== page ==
Welding Copper

Copper and copper-nickel alloys are commonly welded using the manual metal arc technique which uses a stick electrode that has been coated with flux.  This is a generally inexpensive welding process, but it requires using a metal inert gas which is faster and a tungsten inert gas that when used will produce strong welds.

You will want to use a 70 – 30 copper-nickel filler when welding alloys that are at least 70 percent copper.  The high nickel content will produce a much stronger weld than other types of filler metals.  In order to measure the strength of the weld that will created, you can use a longitudinal bend test.  This will help you see how the integrity of the weld will hold up once your weld is completed.

Next you will want to thoroughly clean the material that is going to be welded.  This needs to be done in order to remove any contaminants that can cause the weld area to crack.  It is important that all traces of lead, phosphorous and sulfur be removed from the copper prior to welding.  These contaminants can commonly be found in cutting fluids, grease, oils and paints.  Copper-tin-zinc alloys have been proven to contain these elements and should not be used when welding to copper-nickel alloys.

When welding copper-nickel that is less than 3 mm it is suggested that a square butt be used to prepare the weld materials.  If you are going to weld copper-nickel that is larger than 3 mm it is suggested a beveled preparation be used.  If you are going to be working with carbon steel you should make the included angle wider, typically more than seventy degrees.  The weld metal does not become as fluid as that of carbon steels and typically requires more manipulation with the electrode to make it fuse with the side walls of the weld area.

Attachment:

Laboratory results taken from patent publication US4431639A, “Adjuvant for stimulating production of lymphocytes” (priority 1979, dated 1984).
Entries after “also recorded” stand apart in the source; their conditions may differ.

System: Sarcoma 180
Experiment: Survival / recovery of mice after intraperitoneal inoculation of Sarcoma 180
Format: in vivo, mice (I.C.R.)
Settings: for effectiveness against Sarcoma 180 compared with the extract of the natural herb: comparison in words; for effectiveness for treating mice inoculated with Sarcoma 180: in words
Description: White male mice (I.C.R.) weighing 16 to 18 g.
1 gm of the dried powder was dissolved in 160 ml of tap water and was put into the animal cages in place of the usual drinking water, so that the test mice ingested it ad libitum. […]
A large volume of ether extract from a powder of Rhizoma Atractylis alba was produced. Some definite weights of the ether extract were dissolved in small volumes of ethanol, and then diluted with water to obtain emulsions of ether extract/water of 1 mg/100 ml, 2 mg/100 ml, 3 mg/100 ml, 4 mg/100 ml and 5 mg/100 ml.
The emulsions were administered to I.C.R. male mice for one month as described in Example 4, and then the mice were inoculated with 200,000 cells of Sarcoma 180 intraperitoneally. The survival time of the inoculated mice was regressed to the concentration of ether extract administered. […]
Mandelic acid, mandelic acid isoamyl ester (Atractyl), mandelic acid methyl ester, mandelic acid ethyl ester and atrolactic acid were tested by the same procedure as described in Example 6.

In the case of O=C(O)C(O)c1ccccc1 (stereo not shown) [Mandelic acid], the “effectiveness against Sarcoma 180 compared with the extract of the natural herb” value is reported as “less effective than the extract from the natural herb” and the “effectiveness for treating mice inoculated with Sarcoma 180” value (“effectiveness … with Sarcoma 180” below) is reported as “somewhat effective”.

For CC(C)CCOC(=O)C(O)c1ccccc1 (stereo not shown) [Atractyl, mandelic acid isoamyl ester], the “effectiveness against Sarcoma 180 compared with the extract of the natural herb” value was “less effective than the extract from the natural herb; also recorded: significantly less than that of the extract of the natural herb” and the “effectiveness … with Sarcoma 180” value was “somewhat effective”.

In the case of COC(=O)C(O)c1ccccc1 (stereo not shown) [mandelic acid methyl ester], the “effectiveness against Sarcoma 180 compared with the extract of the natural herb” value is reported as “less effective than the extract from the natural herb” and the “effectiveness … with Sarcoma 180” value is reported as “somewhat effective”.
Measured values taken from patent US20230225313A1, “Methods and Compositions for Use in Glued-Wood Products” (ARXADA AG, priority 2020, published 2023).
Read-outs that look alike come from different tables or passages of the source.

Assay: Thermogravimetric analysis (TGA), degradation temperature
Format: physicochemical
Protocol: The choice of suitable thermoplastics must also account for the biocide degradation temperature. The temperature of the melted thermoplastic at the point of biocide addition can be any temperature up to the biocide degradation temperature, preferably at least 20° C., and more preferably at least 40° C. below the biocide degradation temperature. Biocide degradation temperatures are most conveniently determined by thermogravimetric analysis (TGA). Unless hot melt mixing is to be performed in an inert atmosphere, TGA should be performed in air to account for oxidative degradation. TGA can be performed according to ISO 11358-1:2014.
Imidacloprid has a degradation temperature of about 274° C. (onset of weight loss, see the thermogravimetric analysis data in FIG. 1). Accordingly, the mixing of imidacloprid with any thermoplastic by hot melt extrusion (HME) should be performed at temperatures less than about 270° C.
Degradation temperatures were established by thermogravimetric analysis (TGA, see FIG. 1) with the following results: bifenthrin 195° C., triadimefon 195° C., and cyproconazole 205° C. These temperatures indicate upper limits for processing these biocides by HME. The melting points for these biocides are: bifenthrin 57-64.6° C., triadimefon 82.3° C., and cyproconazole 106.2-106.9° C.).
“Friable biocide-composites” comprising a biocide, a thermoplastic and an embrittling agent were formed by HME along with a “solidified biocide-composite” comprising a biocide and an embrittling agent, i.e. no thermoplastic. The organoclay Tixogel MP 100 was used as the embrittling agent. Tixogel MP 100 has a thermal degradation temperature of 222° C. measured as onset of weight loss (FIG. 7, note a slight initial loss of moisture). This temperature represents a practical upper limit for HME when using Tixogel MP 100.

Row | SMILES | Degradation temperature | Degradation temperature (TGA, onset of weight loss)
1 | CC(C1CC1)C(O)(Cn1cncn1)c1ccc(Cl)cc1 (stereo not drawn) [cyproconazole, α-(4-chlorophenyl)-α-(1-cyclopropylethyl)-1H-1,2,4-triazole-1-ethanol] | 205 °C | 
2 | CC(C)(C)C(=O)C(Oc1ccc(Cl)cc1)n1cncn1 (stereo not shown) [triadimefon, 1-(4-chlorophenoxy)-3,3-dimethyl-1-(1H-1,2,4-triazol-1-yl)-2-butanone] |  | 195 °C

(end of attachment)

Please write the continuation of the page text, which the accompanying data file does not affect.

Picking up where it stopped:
If possible, when welding copper, you should weld down-hand.  This allows for a greater rate of deposit and is a better technique for beginner welders.  If the piece that you are working on is larger than normal, sub-assemblies should be used for down-hand welding instead of welding in a less favorable or more dangerous position.

It is possible to perform flawless welds when working with copper, all you need is practice and finding the best technique that works for you.  Welding copper can be a tricky undertaking, but it can be done when the proper guidelines are followed.

Reference:  http://www.ehow.com/how_2164566_weld-copper.html

One thought on “Welding Copper”

  1. Fuzzy166 says:

    I saw a company in China using an arc welder and a carbon electrode to fuse together copper wires in an electric motor. I was not able to get any specifics from them on the process, and I have not been able to recreate the process on my own. The copper wires are 15 to 20AWG copper, and they were using a carbon electrode. Has anyone out there done this or know how to do it correctly?

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